Dr. Beddow’s instrumentation class has been building the 2016 version of the Cave Pearl datalogger for more than three years, and feedback from that experience motivated a redesign to accommodate a wider range of student projects while staying within the time constraints of a typical lab-time schedule. The rugged PVC housing from the older build has been replaced with an inexpensive pre-made box more suitable for “light duty” classroom deployment. The tutorial includes a full set of youTube videos to explain the assembly. We hope this simplified build supports other STEM educators who want to add Arduino-based experiments to their own portfolio of activities that develop programming and “maker” skills.
This Instructable is a continuation to my earlier weather station project. It was quite popular on the web, people around the globe made their own by following it and given valuable feedbacks for improvement.By taking consideration in to the comments and Q&A section of my earlier project, I decided to make this new version Weather Station.I also made a custom PCB for this project, so any one with little knowledge on electronics circuit can be made this project. My V-2.0 PCB can also be used for many application in Arduino platform. Following are the salient features of new weather station
Dave Richards (AA7EE) has written an article detailing his 1mW solar-powered HiFER beacon project, the Boris Beacon:
In this post from May of last year, I detailed the construction of a 1mW solar-powered HiFER beacon. I named it the Boris Beacon, in tribute to my neighbor’s cat. The beacon was never mounted permanently outside. I kept it indoors, powered from a small solar panel in the window, and feeding an “antenna” of sorts, consisting of the original dipole wires folded up into two small bundles. Obviously, I had no serious intention of it being heard by anyone; I just liked having it come on every day when the sun came up, and transmitting until later in the day, when the light was too low to sustain operation.
Now I can wirelessly control any Arduino project with just some small adjustments at the receiver side. This transmitter can be also used as any commercial RC transmitter for controlling RC toys, cars, drones and so on. For that purpose it just needs a simple Arduino receiver which then generates the appropriate signals for controlling those commercial RC devices. I will explain how everything works in this video through few examples of controlling an Arduino robot car, controlling the Arduino Ant Robot from my previous video and controlling a brushless DC motor using an ESC and some servo motors.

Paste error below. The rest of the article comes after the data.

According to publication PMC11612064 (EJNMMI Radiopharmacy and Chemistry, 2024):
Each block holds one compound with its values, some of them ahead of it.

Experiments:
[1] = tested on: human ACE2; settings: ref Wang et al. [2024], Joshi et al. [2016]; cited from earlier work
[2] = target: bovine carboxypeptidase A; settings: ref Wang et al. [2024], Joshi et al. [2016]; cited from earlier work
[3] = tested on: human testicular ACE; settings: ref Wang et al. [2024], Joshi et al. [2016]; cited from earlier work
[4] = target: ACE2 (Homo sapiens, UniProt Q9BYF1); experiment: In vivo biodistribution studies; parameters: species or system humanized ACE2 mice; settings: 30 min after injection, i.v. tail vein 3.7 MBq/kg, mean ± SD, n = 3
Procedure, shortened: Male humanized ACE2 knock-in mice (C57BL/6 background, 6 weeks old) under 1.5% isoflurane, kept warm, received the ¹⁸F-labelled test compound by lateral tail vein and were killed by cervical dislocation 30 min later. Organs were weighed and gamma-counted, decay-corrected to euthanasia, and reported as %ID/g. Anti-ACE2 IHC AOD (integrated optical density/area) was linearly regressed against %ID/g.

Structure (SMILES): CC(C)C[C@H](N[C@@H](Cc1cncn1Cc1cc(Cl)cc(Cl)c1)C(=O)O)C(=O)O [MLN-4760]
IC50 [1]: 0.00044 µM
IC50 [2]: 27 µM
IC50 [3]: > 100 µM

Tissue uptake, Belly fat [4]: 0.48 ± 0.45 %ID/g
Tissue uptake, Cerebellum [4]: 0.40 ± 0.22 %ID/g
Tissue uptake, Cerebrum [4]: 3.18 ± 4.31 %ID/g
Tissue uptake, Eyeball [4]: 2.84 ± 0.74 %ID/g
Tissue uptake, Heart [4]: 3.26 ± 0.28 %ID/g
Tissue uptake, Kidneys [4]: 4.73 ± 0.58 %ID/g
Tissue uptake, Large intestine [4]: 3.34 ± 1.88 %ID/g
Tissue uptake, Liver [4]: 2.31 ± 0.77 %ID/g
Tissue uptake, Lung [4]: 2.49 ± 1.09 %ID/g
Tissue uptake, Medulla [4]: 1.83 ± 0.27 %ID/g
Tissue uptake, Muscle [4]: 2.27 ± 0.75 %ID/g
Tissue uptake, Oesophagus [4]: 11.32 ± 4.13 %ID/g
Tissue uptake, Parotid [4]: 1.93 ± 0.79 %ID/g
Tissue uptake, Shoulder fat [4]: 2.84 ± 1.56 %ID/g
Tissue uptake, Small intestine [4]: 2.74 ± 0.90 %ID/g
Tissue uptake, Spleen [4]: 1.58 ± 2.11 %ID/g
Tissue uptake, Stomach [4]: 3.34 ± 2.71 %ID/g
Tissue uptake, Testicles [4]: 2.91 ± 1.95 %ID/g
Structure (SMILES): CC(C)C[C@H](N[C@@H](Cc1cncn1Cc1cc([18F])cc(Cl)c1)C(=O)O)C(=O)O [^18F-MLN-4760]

Now that the MusiCubes tray is assembled and the RFID-sensor and LEDs are working as expected, It’s time to add the last feature of the original concept: invisible capacitive touch sensors to control the volume of the music.
I recently decided to update the Polar Coaster project. The primary reason was to update the controller to use Grbl_ESP32 firmware. I also thought I could make it smaller, lighter and remove a little cost.
The old controller was not custom made and just sort of tacked onto the back. This increased the size and didn’t look very good. It had a Bluetooth module, but you still had to stream the gcode. You could use an Android app, but that was still a little awkward.
The controller runs Grbl_ESP32. This was recently updated to include pen machine features. This allows precise control and calibration of the pen servo. You can control the speed, timing and endpoints of the servo travel.
This is real-time clock based automatic LED lamp which we originally designed to use as night light. This lamp can programmed to turn on and off at the specific time of the day. For example, it can program to turn on at 6 PM on each day and to turn off at 4 AM next day.
The core component of this project is PIC16F883 MCU and it’s firmware is developed using MikroC Pro for PIC. We select this MCU because of it’s 7 KB flash memory, I2C, UART, E2PROM and built-in 8-bit and 16-bit timers.
This article is broken into two parts. First comes the “Oscar” preselector/preamplifier. As I said, I intended it to be either part of the overall receiver or used as a standalone where desired. The second part deals with the WBR upgrades. Both designs were built using the same techniques and I’ve tested both and found that—especially in concert—they do about as well as some of my boat anchors! So if your soldering iron is ready, I’ll start by describing “Oscar.”
However, what you might notice is the presence of image products in the waterfall. The processing of the signal suppresses all but the very strongest of these so they don’t appear as audio but it is mighty confusing when they are on the waterfall but actually not there (if you see what I mean)!
I am in the process of building a QSD or Tayloe Detector, which should provide better rejection of images. I have breadboarded one of these, it works but not very well. I think that this might be due to the length of leads I have on the breadboard so I am trying to use Eagle CAD to design a circuit board to overcome these problems.
Vasily Ivanenko has written an article detailing his AF dummy load project:
I’ll describe a simple 8, or 4 Ω dummy load to test your home brew guitar power amplifiers.
Low cost 16 Ω / 25W wire wound, aluminum shell, chassis mount resistors seem abundant. I got mine on eBay. Wire wound resistors vary in quality, design and tolerance. Some even exhibit low inductance by winding with an Ayrton-Perry bifilar technique. Resistor tolerances range from 10% down to ± 0.5 % + 0.05 Ω. Typical manufacturer power ratings are done at 25C, however, these devices are meant to sit on a heat sink when used and that’s why the aluminum housing contains 2 relatively large mounting holes.